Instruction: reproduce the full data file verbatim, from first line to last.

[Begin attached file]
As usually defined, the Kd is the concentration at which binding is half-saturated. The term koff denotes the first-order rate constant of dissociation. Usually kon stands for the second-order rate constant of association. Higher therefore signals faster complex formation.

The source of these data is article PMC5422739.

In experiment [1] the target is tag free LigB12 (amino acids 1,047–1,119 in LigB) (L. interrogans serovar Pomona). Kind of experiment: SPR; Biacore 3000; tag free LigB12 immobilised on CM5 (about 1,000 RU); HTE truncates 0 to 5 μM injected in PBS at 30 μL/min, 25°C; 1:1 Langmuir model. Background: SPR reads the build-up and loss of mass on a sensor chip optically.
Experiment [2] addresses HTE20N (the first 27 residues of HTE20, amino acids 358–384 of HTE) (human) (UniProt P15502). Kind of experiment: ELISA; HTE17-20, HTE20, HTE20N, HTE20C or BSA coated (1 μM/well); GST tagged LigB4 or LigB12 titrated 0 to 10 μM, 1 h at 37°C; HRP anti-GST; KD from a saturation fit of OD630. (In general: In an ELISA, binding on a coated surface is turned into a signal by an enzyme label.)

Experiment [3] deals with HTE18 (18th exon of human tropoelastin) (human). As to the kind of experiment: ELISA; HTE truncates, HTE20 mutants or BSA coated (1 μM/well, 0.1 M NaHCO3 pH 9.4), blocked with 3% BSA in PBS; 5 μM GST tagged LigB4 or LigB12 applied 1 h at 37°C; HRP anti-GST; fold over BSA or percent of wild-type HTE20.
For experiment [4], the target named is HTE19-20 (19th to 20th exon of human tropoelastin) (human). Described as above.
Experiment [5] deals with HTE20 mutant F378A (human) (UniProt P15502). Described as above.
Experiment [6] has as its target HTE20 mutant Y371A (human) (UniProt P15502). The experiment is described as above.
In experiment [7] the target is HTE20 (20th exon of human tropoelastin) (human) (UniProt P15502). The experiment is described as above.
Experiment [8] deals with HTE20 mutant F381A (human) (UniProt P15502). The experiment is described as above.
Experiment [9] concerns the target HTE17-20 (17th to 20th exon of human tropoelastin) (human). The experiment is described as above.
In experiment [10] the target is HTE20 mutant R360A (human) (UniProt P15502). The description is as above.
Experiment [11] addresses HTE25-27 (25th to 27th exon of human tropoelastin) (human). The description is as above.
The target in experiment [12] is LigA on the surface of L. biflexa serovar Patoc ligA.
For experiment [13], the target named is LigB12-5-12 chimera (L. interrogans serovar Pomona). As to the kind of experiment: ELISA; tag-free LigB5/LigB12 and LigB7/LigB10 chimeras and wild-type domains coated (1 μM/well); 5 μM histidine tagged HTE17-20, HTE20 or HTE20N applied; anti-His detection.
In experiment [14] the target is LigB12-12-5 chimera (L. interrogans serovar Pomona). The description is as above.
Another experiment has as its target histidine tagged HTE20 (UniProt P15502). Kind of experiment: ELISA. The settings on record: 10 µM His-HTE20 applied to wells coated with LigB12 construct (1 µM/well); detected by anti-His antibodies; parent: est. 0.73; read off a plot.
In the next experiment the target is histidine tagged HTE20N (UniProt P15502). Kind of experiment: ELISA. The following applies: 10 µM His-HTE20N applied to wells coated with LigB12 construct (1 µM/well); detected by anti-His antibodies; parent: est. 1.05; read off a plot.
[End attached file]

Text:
As usually defined, the Kd is the concentration at which binding is half-saturated. The term koff denotes the first-order rate constant of dissociation. Usually kon stands for the second-order rate constant of association. Higher therefore signals faster complex formation.

The source of these data is article PMC5422739.

In experiment [1] the target is tag free LigB12 (amino acids 1,047–1,119 in LigB) (L. interrogans serovar Pomona). Kind of experiment: SPR; Biacore 3000; tag free LigB12 immobilised on CM5 (about 1,000 RU); HTE truncates 0 to 5 μM injected in PBS at 30 μL/min, 25°C; 1:1 Langmuir model. Background: SPR reads the build-up and loss of mass on a sensor chip optically.
Experiment [2] addresses HTE20N (the first 27 residues of HTE20, amino acids 358–384 of HTE) (human) (UniProt P15502). Kind of experiment: ELISA; HTE17-20, HTE20, HTE20N, HTE20C or BSA coated (1 μM/well); GST tagged LigB4 or LigB12 titrated 0 to 10 μM, 1 h at 37°C; HRP anti-GST; KD from a saturation fit of OD630. (In general: In an ELISA, binding on a coated surface is turned into a signal by an enzyme label.)

Experiment [3] deals with HTE18 (18th exon of human tropoelastin) (human). As to the kind of experiment: ELISA; HTE truncates, HTE20 mutants or BSA coated (1 μM/well, 0.1 M NaHCO3 pH 9.4), blocked with 3% BSA in PBS; 5 μM GST tagged LigB4 or LigB12 applied 1 h at 37°C; HRP anti-GST; fold over BSA or percent of wild-type HTE20.
For experiment [4], the target named is HTE19-20 (19th to 20th exon of human tropoelastin) (human). Described as above.
Experiment [5] deals with HTE20 mutant F378A (human) (UniProt P15502). Described as above.
Experiment [6] has as its target HTE20 mutant Y371A (human) (UniProt P15502). The experiment is described as above.
In experiment [7] the target is HTE20 (20th exon of human tropoelastin) (human) (UniProt P15502). The experiment is described as above.
Experiment [8] deals with HTE20 mutant F381A (human) (UniProt P15502). The experiment is described as above.
Experiment [9] concerns the target HTE17-20 (17th to 20th exon of human tropoelastin) (human). The experiment is described as above.
In experiment [10] the target is HTE20 mutant R360A (human) (UniProt P15502). The description is as above.
Experiment [11] addresses HTE25-27 (25th to 27th exon of human tropoelastin) (human). The description is as above.
The target in experiment [12] is LigA on the surface of L. biflexa serovar Patoc ligA.
For experiment [13], the target named is LigB12-5-12 chimera (L. interrogans serovar Pomona). As to the kind of experiment: ELISA; tag-free LigB5/LigB12 and LigB7/LigB10 chimeras and wild-type domains coated (1 μM/well); 5 μM histidine tagged HTE17-20, HTE20 or HTE20N applied; anti-His detection.
In experiment [14] the target is LigB12-12-5 chimera (L. interrogans serovar Pomona). The description is as above.
Another experiment has as its target histidine tagged HTE20 (UniProt P15502). Kind of experiment: ELISA. The settings on record: 10 µM His-HTE20 applied to wells coated with LigB12 construct (1 µM/well); detected by anti-His antibodies; parent: est. 0.73; read off a plot.
In the next experiment the target is histidine tagged HTE20N (UniProt P15502). Kind of experiment: ELISA. The following applies: 10 µM His-HTE20N applied to wells coated with LigB12 construct (1 µM/well); detected by anti-His antibodies; parent: est. 1.05; read off a plot.